This is the second in an 11-part series. To start from the beginning, read part one: "What We Talk About When We Talk About Games."
Think about all the words we have to describe our games. You probably have concrete, specific associations with words like "platformer," "JRPG," and "brawler." Hell, "Metroidvania," with all its rich connotations, has even made its way into the lexicon. What words describe gamers with a similar lack of ambiguity? Those few that spring to mind are nebulous at best.
To the extent that we consider ourselves specialists within the broader rubric of "gamers," it's mostly to express a preference for a genre. That's not good enough. It confuses the effect with the cause. You don't like role-playing games because you've liked other role-playing games. You like them because you respond to qualities endemic to that genre, but there's no reason you wouldn't respond to those same qualities skillfully deployed in another type of game. We need a bottom-up taxonomy that accounts for this.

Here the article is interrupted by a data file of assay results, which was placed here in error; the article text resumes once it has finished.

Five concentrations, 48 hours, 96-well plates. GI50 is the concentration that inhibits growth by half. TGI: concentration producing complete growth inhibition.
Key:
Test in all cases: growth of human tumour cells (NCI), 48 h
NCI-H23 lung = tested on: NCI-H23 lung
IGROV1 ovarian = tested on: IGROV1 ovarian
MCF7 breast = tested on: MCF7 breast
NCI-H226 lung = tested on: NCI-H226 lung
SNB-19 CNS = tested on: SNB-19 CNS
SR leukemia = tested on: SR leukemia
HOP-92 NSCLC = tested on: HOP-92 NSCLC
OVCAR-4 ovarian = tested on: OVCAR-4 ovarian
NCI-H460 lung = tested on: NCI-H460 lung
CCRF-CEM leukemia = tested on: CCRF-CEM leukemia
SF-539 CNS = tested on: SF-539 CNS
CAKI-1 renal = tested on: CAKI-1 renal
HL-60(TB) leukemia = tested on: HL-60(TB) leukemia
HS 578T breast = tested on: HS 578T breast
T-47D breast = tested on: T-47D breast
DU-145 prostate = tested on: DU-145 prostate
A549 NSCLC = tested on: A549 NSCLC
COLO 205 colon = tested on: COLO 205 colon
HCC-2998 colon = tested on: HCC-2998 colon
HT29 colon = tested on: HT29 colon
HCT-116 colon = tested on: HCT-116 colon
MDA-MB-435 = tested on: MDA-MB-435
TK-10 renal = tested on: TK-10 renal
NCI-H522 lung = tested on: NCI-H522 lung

The two classifications most commonly applied to gamers are "hardcore" and "casual." These terms may be hopelessly broad, but they're an excellent jumping-off point. It would help to define them, once and for all. That's easier said than done. Is a "hardcore" player somebody who eschews popular mainstream games like Halo, or plays weird Japanese games like Persona to the exclusion of all else - that is, someone with narrow or elitist taste? Does a player count as "casual" if they spend hundreds of hours playing only mini-game collections for the Wii, or racking up high scores in online puzzle games?
Maybe we should distinguish the two solely in terms of dollars spent on games -- but I think anybody who got hooked on Desktop Tower Defense this year would admit to having felt hardcore at least some of the time, like when their boss was at the door but they kept on placing turrets. And some of the most committed gamers around pirate a good majority of their software. So expenditure isn't it, either.
If we can't accurately define the two most common terms applied to video game players, then we'll have to look for better ones.
Next: Skill Players vs. Tourists